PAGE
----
What Works to Prevent Teen Pregnancy, Childbearing, and Sexually Transmitted Diseases

(WASHINGTON, D.C., May 21, 2002) – How do you prevent teen-age pregnancy and sexually transmitted diseases (STDs)? Do sex education programs work? What role do parents and peers play in teens’ reproductive health choices? To help answer these questions, Child Trends reviewed hundreds of the best research studies available and summarized the findings in a new research brief, Preventing Teen-age Pregnancy, Childbearing, and Sexually Transmitted Diseases: What the Research Shows. An accompanying Web-based What Works table presents the results of evaluations of a variety of strategies to promote adolescent reproductive health.

The findings are based on an extensive review of research studies on adolescent reproductive health, done in partnership with the John S. and James L. Knight Foundation, to identify the specific strategies that contribute to delay teen sexual activity, reduce the likelihood of adolescent pregnancy and birth and lower the chances of teens acquiring sexually transmitted diseases.

Studies of sex education and HIV education programs, which are part of many schools’ curriculums, have yielded mixed results, with several having positive impacts on reproductive health behaviors for at least some groups of teens, while others were not effective. Only one abstinence-only program has been evaluated with a rigorous experimental design so far, and it did not have a significant impact on the initiation of sex, frequency of sex, or number of sexual partners. Additional large-scale evaluations of abstinence programs are under way now and should provide additional information on the effectiveness of this approach.

Among the approaches found to be promising are:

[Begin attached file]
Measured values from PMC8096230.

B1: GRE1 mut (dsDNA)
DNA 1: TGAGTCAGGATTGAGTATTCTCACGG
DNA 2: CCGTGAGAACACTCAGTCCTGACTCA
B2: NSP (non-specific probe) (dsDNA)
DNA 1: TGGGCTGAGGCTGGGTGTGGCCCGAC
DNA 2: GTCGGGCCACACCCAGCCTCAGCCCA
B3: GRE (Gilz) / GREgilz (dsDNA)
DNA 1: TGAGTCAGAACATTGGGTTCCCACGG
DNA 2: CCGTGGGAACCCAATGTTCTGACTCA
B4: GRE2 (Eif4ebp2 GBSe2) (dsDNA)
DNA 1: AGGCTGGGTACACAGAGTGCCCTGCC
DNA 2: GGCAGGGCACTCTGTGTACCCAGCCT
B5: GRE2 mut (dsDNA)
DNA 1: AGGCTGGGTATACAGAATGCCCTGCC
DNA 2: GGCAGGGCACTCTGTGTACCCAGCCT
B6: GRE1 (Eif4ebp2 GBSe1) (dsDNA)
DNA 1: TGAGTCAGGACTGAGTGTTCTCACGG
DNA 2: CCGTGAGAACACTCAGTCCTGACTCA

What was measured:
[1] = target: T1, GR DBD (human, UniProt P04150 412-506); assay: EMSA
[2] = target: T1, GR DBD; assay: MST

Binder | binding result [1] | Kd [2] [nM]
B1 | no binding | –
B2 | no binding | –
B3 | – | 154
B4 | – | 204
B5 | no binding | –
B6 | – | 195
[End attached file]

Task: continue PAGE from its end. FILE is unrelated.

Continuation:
• involving adolescents in school, extracurricular projects, volunteering and religious activities;

  • encouraging strong parent-teen relationships and vigilant parent monitoring; and

  • discouraging such risky behaviors as drug and alcohol use and dating older partners.“Adolescent reproductive health remains an important issue for teen-agers, families and communities,” said Jennifer Manlove, Senior Research Associate at Child Trends. “This research should be used by those who want to develop the best possible programs to help teens improve their reproductive health behaviors.”The brief was released today along with a companion Web-based What Works table that enable users to easily find “what works,” “what doesn’t work,” and some “best bets” to prevent pregnancy, reduce childbearing and lower the rate of STDs among teens.

    View and download the brief, Preventing Teen-age Pregnancy, Childbearing, and Sexually Transmitted Diseases: What the Research Shows, at www.childtrends.org/Files/K1Brief.pdf.  Click here to view the interactive What Works table and the rest of the American Teens series.

  • Child Trends’ American Teens series summarizes and “translates” key research and evaluation studies on preventing teen pregnancy, encouraging better eating and exercise habits, promoting mental and emotional health, motivating teens in school, promoting positive social skills and encouraging responsible citizenship. 

    Schedule of Release Dates for American Teens Series

    Preventing Teen-age Pregnancy, Childbearing, and Sexually Transmitted Diseases: What the Research Shows

    May 21, 2002

    Encouraging Teens to Adopt a Safe, Healthy Lifestyle: A Foundation for Improving Future Adult Behaviors

    June 25, 2002

    Helping Teens Develop Healthy Social Skills and Relationships: What the Research Shows about Navigating Adolescence

    July 23, 2002

    Educating America’s Youth: What Makes a Difference

    August 27, 2002

    Promoting Positive Mental and Emotional Health in Teens: Some Lessons from Research 

    September 16, 2002

    Encouraging Civic Engagement: How Teens Are (or Are Not) Becoming Responsible Citizens

    October 29, 2002

    Building a Better Teen-ager: A Summary of “What Works” in Youth Development

    November 12, 2002